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-   -   Sagging roof (http://www.diychatroom.com/f9/sagging-roof-10094/)

Haney1 07-23-2007 10:25 AM

Sagging roof
 
My husband and some friends of his re-shingled our roof 6 years ago, and event put down new plywood. Now, the roof is sagging in the middle. We are planning on selling our home in a few months, so we need some good ideas on how to support the roof, without breaking the bank. Any suggestions on how to do this? ANY HELP IS APPRECIATED!!! THANKS!

jkrodger 07-23-2007 10:39 AM

We just bought a house that had a little bit of a sagging roof in the garage. The owners called out some contractors to come in and sister the rafters (I believe this is what was done). This appears to have improved the sagging a bit but we know at least it won't get worse and can easily be fixed when we eventually replace the roof. If you either get the sistering done or at least disclose that you will get the sistering done then you might be able to talk a buyer into ignoring the roof issures.

Haney1 07-23-2007 10:44 AM

Thanks jkrodger!

I will let my husband know. Do you know if this is something a "regular" man can fix, or do you need to be a professional? I don't want to spend money having someone else fix it if we can save money with him doing it.

jkrodger 07-23-2007 12:01 PM

Without knowing how handy he is, I'm not sure. If he's experienced and feels confident enough, he probably could, just remember that if it's done poorly, an inspector (a good one at least) will catch it. Here's some info I got by googling "sistering rafters"

Double the rafters by sistering a 2x6 or larger to the sagging ones. These need not extend over more than the middle three-fourths of the sagging member, unless the saggers exhibit signs of distress at their ends (cracking, splitting). In this case, the sistered rafter(s) should extend over the full length and bear solidly at both ends. Nail or screw new to old at six-inch intervals, using a staggered pattern. (from NBN)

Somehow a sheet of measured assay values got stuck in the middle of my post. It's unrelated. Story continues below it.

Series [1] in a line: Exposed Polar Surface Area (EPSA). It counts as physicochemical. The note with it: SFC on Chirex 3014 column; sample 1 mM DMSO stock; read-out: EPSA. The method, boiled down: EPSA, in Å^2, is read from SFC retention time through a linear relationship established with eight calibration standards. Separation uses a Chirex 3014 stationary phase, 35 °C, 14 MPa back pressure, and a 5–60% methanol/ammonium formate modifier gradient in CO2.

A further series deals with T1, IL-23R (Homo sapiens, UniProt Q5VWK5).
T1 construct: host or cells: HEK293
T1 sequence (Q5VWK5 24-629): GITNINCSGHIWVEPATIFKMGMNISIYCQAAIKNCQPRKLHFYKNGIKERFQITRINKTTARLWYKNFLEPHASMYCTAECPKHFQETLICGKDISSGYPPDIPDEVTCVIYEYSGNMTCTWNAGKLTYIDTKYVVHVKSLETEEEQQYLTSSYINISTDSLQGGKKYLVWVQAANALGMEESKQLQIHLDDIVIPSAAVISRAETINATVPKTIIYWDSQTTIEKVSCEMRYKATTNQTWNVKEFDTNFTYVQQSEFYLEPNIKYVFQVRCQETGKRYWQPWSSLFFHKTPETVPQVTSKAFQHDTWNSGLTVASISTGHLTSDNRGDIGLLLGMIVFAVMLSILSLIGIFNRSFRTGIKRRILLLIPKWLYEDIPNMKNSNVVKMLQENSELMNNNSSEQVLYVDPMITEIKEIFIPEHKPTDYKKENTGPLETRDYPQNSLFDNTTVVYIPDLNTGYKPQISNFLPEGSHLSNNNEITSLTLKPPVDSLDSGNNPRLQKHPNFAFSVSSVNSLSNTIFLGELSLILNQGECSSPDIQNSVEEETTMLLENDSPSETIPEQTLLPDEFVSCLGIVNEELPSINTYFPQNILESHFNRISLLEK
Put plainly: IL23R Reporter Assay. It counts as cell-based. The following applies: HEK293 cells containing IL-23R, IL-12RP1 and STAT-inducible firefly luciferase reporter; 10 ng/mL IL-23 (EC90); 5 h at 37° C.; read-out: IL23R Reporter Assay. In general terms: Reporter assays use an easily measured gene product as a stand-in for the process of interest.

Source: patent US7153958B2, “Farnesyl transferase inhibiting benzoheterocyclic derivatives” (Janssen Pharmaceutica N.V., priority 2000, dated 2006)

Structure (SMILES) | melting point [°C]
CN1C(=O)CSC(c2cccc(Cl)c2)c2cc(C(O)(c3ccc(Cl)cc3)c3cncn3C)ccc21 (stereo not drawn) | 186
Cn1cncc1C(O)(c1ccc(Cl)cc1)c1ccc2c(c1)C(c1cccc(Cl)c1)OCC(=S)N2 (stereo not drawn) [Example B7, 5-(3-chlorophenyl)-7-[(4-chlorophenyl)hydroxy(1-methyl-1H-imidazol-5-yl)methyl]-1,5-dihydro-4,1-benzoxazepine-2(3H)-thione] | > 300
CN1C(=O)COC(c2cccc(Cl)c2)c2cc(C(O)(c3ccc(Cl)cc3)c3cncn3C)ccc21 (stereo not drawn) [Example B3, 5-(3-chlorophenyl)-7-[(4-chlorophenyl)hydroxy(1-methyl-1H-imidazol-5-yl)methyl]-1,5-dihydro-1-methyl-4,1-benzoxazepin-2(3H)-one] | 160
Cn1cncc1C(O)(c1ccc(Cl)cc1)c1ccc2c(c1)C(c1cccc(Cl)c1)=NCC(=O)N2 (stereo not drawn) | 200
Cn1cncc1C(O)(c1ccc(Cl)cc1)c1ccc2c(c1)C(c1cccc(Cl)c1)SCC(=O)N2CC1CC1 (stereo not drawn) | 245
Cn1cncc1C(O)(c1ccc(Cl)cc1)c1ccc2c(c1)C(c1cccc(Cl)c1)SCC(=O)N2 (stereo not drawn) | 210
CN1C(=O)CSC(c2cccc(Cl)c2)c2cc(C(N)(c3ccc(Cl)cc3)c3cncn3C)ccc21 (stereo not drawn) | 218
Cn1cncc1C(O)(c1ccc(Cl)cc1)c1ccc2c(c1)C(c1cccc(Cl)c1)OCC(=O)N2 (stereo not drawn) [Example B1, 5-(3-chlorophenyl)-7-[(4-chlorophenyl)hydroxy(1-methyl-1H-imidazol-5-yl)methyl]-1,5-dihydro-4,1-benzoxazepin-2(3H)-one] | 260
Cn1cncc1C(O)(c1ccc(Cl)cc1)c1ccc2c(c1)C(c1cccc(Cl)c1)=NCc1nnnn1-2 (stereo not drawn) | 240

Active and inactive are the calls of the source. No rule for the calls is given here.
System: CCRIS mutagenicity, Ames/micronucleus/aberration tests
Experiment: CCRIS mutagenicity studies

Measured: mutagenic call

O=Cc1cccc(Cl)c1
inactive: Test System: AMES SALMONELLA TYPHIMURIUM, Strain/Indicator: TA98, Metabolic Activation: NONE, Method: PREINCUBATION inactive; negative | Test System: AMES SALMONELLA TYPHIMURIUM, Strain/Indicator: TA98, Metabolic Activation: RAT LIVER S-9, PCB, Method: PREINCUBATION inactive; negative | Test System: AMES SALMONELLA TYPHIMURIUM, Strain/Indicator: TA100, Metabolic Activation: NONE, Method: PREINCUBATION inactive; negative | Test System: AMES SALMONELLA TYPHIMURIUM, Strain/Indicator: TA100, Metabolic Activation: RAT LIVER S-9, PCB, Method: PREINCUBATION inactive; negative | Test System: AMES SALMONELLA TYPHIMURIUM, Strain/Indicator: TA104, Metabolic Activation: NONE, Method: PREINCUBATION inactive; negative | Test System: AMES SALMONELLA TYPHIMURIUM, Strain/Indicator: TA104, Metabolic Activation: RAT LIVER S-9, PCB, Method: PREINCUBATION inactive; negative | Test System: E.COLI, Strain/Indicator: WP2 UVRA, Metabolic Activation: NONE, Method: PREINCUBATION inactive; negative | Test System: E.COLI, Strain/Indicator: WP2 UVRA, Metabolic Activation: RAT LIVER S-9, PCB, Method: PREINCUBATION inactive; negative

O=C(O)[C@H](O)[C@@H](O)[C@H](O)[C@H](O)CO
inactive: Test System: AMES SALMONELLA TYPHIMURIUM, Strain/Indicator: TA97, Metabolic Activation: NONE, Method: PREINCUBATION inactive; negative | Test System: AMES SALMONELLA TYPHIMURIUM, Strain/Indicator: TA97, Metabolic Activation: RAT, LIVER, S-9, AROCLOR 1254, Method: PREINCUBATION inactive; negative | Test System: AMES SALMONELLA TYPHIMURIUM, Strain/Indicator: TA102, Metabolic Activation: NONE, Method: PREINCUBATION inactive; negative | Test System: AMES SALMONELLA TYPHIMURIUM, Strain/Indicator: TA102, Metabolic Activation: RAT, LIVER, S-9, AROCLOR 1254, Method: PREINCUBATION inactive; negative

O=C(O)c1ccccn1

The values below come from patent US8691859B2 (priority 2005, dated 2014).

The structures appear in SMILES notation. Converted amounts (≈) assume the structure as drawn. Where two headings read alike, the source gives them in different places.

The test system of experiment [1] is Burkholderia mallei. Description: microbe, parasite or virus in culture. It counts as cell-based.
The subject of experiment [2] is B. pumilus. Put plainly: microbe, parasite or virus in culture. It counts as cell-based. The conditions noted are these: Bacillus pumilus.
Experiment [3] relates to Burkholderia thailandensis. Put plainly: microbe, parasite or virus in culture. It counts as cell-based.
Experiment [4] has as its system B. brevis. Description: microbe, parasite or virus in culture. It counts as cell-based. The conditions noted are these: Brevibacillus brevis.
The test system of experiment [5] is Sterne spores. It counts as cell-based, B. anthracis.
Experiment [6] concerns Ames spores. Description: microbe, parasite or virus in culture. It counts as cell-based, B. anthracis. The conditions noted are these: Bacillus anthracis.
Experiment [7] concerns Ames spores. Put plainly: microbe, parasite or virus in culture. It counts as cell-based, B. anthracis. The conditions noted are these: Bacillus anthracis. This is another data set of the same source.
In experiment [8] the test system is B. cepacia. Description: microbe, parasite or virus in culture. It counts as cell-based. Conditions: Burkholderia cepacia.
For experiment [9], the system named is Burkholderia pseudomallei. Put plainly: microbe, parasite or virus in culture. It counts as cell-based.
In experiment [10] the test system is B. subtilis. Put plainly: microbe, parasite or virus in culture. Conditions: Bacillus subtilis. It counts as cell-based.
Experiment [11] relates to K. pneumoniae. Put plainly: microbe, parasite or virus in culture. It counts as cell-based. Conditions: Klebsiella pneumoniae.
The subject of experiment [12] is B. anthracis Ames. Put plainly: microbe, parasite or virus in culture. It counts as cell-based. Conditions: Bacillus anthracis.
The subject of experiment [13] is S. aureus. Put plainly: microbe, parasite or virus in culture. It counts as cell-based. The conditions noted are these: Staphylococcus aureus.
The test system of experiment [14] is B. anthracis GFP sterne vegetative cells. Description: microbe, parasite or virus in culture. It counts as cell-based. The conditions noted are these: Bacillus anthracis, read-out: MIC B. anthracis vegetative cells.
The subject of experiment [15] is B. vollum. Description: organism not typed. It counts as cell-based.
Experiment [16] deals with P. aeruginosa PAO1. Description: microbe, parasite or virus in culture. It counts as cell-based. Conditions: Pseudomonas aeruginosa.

Depending on the damage to the existing rafter, you can decide of sistering it is a good idea or not.

I don't like to see sistering of a rafter if the damage is on either end of the rafter. The ends of the roafter is where the weight is transfered to. If the damage is in the middle, the sister rafter can easily have the weight transfered to it and then the weight transfered back to the original rafter on the ends and to the ridge beam and the top plate of the walls.

If the original rafter is damaged on the ends, it is hard to get the birdsmouths cut or the top angle cut and the new rafter fit into place. It will never fit as good as the existing rafter and you will almost always have a sag or a hump in the decking.

But a sag or hump, depending on the price to install a new rafter, may not be too bad ?!?! (from Roofing.com forum)

concretemasonry 07-23-2007 01:16 PM

Sagging roof
 
Sistering will not get rid of a deflection or sag. All sistering does is make it more difficult to sag or deflect more.

To do it right, you have to get everything back in place and where you want it. After that, you can sister to make sure it does not go back to where it was.

Ron6519 07-27-2007 09:33 AM

You need to first find out why it is sagging. It wasn't sagging before and now it does sounds like a structural issue. If you can't diagnose the problem, call someone in who can. He should be able to tell you how to fix it and then you can decide if you are qualified to do the work correctly.
Ron

the roofing god 08-02-2007 10:18 PM

you should probably install a kneewall in the attic to bring the rafters to where you need them.sistering bad rafters w/out going for the whole length between support ares adds a lot of weight and can create further problems because of it:whistling2:

Ed the Roofer 08-03-2007 11:27 AM

Sistering is a good idea and so is the knee wall concept too.